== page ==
Is it really a prejudice when citizens complain about the fact that Sinti drive up with a Mercedes in front of the social welfare office? Is it not true that hardly any Roma works regularly and pays social insurance? Why does this group separate itself in such a way and for example inter-marries without the registry office? Why are fathers of Sinti children not named to the youth welfare office? (…)
Whoever does not want to integrate but lives from the benefits of and outside this society cannot claim a sense of community. My lines do not only reflect my opinion as I learned by talking to many colleagues. They are not only a record of prejudices, generalisations (“Pauschalisierungen”) or accusations but a daily reality of criminal activity.
It is totally incomprehensible for me that a police officer who knows about this situation is so partial in his argumentation. His origins excuse him partly and his career deserves praise, but he should stick to the truth.”
2.2The authors claimed that P. L.’s letter contained numerous discriminatory statements against Sinti and Roma. They argue that P. L. used racist and degrading stereotypes, going as far as stating that criminality was a key characteristic of Sinti and Roma. In particular, they noted that the terms “maggot” and “parasitism” were used in the Nazi propaganda against Jews and Sinti and Roma. The authors claim that such a publication fuels hatred against the Sinti and Roma community, increases the danger of hostile attitude by police officers, and reinforces the minority’s social exclusion.
2.3In November 2005, after a public protest organized by the Zentralrat Deutscher Sinti und Roma, the Bavarian Ministry of the Interior suspended P. L. from his function in the police commissariat of Fürth, stating that generally negative statements about identifiable groups of the population, like the Sinti and Roma in the present case, were not acceptable.
2.4On 24 November 2005, the Zentralrat Deutscher Sinti und Roma and R. R. lodged a complaint with the District Attorney of Heidelberg, and on 1 December 2005, the Verband Deutscher Sinti und Roma – Landesverband Bayern and F. R. filed a complaint before the District Attorney of Nürnberg-Fürth. Both complaints were then transferred to the competent authority: the District Attorney of Neuruppin in Brandenburg. The District Attorney of Neuruppin dismissed the first complaint on 4 January 2006 and the second one on 12 January 2006 with the same reasoning, namely that the elements constitutive of the offence under article 130 of the German Criminal Code were missing, refusing to charge P. L. with an offence under the German Criminal Code (GCC).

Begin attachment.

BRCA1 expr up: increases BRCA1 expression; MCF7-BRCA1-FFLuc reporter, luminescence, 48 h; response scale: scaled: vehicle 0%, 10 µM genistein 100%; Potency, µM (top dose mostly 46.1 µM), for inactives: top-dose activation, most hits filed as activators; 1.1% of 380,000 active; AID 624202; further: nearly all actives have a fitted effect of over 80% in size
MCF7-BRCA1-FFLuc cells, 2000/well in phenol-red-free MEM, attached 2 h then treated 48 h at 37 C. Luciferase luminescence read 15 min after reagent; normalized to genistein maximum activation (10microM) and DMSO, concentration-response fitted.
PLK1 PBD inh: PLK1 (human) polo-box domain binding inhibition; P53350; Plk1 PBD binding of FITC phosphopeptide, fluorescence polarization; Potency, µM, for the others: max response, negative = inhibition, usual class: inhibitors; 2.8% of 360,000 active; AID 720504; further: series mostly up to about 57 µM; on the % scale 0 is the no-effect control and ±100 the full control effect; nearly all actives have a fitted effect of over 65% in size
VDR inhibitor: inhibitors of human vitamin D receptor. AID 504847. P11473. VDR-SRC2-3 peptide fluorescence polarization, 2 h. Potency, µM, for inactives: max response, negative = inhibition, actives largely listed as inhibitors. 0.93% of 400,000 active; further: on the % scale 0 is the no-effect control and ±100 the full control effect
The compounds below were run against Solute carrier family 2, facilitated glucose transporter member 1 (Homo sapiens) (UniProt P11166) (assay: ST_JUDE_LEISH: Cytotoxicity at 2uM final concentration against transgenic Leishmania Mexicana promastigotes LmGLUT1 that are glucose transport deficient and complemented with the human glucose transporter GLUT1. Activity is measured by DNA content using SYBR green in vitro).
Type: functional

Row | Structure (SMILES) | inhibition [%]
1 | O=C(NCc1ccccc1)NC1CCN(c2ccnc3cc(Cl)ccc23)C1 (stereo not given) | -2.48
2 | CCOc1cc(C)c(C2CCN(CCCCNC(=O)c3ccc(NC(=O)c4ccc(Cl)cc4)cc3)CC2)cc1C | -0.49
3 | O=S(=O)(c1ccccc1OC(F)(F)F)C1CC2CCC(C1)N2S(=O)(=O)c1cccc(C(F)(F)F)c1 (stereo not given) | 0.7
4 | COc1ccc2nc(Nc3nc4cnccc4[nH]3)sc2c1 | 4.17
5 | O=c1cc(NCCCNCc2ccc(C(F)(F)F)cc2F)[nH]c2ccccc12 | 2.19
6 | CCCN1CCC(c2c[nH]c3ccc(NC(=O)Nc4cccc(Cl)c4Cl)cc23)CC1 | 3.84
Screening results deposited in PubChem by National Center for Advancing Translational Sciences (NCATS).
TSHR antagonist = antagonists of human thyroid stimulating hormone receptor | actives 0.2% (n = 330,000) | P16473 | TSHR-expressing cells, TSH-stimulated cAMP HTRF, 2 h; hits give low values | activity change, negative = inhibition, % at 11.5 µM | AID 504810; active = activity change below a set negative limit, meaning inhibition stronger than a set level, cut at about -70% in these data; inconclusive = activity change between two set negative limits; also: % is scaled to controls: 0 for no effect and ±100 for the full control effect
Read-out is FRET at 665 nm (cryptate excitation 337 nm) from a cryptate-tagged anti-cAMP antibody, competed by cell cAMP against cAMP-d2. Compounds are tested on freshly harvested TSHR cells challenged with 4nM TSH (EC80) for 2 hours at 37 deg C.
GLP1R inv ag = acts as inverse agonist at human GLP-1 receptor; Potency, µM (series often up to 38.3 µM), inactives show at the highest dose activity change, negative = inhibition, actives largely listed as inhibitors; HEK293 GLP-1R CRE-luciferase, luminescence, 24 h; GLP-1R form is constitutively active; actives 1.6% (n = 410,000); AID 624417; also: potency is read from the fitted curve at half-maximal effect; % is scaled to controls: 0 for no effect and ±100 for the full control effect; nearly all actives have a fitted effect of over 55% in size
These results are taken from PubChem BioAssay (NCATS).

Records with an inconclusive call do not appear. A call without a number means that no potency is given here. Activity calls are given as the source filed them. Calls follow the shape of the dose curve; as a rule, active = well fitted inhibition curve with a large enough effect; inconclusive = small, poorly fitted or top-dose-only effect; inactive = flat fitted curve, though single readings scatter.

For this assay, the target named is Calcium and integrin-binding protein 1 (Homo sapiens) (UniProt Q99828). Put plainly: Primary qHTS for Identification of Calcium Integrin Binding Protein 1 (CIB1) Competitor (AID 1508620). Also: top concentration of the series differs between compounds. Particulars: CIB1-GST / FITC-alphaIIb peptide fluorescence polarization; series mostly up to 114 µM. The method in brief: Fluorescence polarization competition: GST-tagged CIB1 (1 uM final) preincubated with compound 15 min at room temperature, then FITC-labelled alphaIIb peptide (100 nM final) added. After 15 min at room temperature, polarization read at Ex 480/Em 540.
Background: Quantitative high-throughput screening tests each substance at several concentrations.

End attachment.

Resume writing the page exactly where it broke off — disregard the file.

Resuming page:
2.5On 12 January 2006, the authors lodged an appeal with the General Procurator (Generalstaatsanwaltschaft) of the Land of Brandenburg against the two decisions of the District Attorney of Neuruppin. This was dismissed on 20 February 2006.
2.6On 20 March 2006, the authors appealed to the Supreme Court of Brandenburg. Their appeal was rejected on 15 May 2006. As regards the individuals, the Court found the claim to be without merits. As regards the Zentralrat Deutscher Sinti und Roma and Verband Deutscher Sinti und Roma – Landesverband Bayern, the Supreme Court found the claim inadmissible on the grounds that, as associations, their rights could only have been affected indirectly.
2.7The authors argue that, since the judicial authorities refused to initiate criminal proceedings, German Sinti and Roma were left unprotected against racial discrimination. By so doing, the State party would be tolerating a repetition of such discriminatory practices. The authors highlight a similar case involving discriminatory public statements against Jews, in which the Supreme Court of the Land of Hessen had stated that, in the past, the terms “parasite” and “social parasitism” had been used maliciously and in a defamatory way against Jews, and held that such public statements denied members of a minority the right to be considered as equals in the community.
The authors claim that Germany violated their rights as individuals and groups of individuals under articles 4 (a) and (c); and 6 of the Convention on the Elimination of All Forms of Racial Discrimination, as the State party does not afford the protection under its Criminal Code against publications which contain insults directed against Sinti and Roma.
State party’s observations on the admissibility and merits of the communication